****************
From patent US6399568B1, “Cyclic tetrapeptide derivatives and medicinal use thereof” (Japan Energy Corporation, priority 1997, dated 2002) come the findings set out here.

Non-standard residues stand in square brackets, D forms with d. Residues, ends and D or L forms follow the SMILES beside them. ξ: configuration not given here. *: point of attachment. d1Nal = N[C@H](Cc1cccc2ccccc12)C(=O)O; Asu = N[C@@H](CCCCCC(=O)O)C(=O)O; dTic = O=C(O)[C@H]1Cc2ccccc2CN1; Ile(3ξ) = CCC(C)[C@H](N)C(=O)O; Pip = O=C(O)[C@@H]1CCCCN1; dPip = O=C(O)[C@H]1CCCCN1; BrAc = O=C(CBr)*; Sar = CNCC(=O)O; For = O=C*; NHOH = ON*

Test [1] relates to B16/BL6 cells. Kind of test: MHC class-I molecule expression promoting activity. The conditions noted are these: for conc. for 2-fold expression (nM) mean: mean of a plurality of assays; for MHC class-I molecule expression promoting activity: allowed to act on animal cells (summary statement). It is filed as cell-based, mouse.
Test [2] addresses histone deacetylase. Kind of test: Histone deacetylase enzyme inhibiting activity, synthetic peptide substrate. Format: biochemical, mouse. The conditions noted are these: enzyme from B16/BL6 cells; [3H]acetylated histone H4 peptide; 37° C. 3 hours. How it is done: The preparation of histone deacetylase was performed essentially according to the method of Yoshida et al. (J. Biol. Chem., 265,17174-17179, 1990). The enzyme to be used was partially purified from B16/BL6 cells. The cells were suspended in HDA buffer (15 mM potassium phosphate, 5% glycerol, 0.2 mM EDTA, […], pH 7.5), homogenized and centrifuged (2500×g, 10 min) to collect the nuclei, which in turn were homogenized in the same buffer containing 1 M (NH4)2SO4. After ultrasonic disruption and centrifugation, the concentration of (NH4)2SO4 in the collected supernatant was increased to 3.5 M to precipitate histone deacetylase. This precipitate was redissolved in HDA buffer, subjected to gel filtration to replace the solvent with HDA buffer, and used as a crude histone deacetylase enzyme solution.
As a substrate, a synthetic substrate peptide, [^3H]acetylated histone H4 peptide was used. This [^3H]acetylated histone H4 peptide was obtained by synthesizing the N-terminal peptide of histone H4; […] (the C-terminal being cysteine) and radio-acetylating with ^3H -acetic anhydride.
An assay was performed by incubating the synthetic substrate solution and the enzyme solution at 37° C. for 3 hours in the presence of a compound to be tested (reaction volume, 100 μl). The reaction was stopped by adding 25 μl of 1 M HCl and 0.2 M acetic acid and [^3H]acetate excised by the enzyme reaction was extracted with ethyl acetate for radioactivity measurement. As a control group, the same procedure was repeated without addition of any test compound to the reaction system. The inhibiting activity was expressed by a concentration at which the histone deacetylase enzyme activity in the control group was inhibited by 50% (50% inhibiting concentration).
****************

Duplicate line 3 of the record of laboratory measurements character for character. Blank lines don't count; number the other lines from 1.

Test [1] relates to B16/BL6 cells. Kind of test: MHC class-I molecule expression promoting activity. The conditions noted are these: for conc. for 2-fold expression (nM) mean: mean of a plurality of assays; for MHC class-I molecule expression promoting activity: allowed to act on animal cells (summary statement). It is filed as cell-based, mouse.